APIs That Connect to Certified EHR Technology on the Rise

The number of APIs that integrate with certified EHR technology is expected to continue to climb as more developers meet Cures Act requirements.

ONC research has found an increase in the number of application programming interface (API) adoption that integrate with certified EHR technology, which should increase patient access to health information, according to a HealthITBuzz blog post written by ONC’s Christian Johnson and Vaishali Patel.

The ONC 21st Century Cures Act Final Rule, published in 2020, built upon previous federal initiatives to enhance patient access to personal health information through standards-based API adoption.

APIs make it easier patients to use smartphones, tablets, and desktop apps to access their personal health information from certified EHR systems.

ONC survey data has revealed a rapid uptick in healthcare providers enabling patient data access through APIs. In 2019, about 7 in 10 non-federal acute care hospitals enabled this capability, which is a two-fold increase compared to 2017.

New ONC research also found an increase in APIs that integrate with certified EHRs. Johnson and Patel said they expect this upward trend to continue as more certified health IT developers meet requirements of the Cures Act Final Rule.

“As the number of apps that connect with EHRs increases and the functionality of these apps becomes more robust, we believe this will increase demand and use by patients,” Johnson and Patel explained.

ONC and the greater health IT community are working to make patient health information available in the most convenient, user-friendly format, Johnson and Patel said.

Access to personal health information is expected to encourage patient engagement, which could improve patient outcomes.

Previous ONC research revealed that one of the most common reasons patients don’t access their electronic personal health information was because they did not feel like they had a medical reason to do so. However, Johnson and Patel noted that patients should shift their perspective to think more proactively when it comes to accessing their EHR data.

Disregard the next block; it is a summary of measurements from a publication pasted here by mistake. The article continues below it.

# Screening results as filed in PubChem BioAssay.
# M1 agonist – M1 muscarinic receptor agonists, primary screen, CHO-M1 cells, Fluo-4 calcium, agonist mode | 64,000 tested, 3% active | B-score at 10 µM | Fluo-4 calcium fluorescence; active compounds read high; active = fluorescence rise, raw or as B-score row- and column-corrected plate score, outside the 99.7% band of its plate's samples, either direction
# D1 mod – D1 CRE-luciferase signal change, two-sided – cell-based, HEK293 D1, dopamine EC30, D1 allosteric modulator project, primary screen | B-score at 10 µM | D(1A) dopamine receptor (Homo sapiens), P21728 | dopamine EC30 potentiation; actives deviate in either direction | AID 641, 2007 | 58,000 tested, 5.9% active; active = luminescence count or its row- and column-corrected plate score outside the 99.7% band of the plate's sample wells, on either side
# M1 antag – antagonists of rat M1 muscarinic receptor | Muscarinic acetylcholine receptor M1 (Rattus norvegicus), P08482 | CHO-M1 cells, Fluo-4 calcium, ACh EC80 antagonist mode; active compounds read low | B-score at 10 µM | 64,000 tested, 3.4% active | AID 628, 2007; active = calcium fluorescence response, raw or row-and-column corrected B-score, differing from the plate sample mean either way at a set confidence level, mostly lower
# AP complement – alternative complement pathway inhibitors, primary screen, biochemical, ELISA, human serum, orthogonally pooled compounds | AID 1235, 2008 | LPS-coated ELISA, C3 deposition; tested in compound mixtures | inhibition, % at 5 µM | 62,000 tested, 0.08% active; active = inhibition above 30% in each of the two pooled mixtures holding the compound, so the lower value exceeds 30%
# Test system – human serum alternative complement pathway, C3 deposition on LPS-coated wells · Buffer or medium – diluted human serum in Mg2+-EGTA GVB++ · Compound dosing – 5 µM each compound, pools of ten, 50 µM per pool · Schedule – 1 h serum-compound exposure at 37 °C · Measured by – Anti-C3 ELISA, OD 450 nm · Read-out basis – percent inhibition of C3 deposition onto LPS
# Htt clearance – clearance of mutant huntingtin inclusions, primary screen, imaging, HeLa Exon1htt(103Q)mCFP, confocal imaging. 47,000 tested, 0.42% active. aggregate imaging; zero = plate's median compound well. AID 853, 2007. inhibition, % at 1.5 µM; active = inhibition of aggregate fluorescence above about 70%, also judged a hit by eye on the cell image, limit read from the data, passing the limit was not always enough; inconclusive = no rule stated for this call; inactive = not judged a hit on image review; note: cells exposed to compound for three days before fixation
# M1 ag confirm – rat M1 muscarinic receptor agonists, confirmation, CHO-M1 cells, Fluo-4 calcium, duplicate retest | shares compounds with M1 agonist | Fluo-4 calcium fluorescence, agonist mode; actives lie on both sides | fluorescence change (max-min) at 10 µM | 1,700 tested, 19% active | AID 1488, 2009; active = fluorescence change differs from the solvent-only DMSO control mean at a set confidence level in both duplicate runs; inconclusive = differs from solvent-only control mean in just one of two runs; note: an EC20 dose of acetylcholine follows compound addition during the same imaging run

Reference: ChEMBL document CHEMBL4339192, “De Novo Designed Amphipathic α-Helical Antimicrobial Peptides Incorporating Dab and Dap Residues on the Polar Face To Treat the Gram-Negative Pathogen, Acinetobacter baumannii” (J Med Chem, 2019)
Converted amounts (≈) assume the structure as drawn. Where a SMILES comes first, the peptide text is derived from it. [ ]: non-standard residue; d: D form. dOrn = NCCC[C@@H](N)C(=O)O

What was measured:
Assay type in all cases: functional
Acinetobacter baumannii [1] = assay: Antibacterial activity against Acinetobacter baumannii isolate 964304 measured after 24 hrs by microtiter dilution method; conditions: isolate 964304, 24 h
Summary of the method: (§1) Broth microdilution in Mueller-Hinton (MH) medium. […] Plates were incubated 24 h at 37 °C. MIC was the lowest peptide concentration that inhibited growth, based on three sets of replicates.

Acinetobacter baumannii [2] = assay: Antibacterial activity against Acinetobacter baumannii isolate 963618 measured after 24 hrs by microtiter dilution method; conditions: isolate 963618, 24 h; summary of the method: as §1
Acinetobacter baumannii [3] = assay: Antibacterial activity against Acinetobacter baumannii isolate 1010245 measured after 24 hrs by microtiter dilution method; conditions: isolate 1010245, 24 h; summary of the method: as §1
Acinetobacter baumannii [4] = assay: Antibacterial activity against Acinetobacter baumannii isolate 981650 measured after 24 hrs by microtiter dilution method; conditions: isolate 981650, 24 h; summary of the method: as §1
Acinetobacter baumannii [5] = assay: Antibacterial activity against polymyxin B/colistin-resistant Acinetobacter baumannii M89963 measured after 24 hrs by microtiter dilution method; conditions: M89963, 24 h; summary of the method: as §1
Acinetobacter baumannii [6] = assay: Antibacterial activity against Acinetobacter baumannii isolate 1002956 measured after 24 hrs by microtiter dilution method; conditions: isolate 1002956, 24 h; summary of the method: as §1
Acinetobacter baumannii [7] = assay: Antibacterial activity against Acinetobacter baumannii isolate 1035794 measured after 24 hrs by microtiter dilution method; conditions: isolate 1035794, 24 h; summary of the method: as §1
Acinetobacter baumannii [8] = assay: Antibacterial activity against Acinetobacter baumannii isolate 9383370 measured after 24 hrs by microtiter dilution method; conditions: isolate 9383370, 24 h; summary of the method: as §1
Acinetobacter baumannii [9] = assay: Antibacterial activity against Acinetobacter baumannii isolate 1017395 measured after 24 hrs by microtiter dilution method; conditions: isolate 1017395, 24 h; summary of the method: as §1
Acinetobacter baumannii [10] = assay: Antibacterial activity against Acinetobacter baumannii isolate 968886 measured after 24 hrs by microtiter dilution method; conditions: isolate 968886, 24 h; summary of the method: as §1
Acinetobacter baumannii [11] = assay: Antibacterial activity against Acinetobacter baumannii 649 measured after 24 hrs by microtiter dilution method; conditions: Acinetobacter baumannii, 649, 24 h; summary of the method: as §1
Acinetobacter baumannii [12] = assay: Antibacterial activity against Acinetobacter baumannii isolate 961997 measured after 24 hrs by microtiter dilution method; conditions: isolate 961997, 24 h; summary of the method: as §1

“While healthy individuals may think they currently do not have a medical need to electronically access their health records, it is impossible to predict when a medical emergency – and the need for these records – may arise; the convenience to do so is a substantial benefit,” they wrote.

Johnson and Patel said that patient education about the benefits of electronic access to health records could help increase patient portal and health app use.  

“Healthcare providers having conversations with their patients and encouraging them to use these tools has been shown to increase uptake,” they noted.

When the Cures Act Final Rule API provisions go into effect on December 31, 2022, patients should be more readily able to access and manage their health information, Johnson and Patel said.

Equally as important as patients’ ability to electronically access their health information is their understanding of keeping their information secure, the pair added.

Johnson and Patel explained that while HIPAA provides for the privacy of health information, as well as the right of access, the decision to access, use, or share one’s personal electronic health information is up to the individual. 

“ONC continues to take steps to protect health information, including a number of security-related capabilities in the 2015 Edition Standards and Certification criteria, and we encourage the development of digital health products that demonstrably protect patient health information,” Johnson and Patel concluded.

Next Steps

Dig Deeper on Clinical documentation

Cloud Computing
Mobile Computing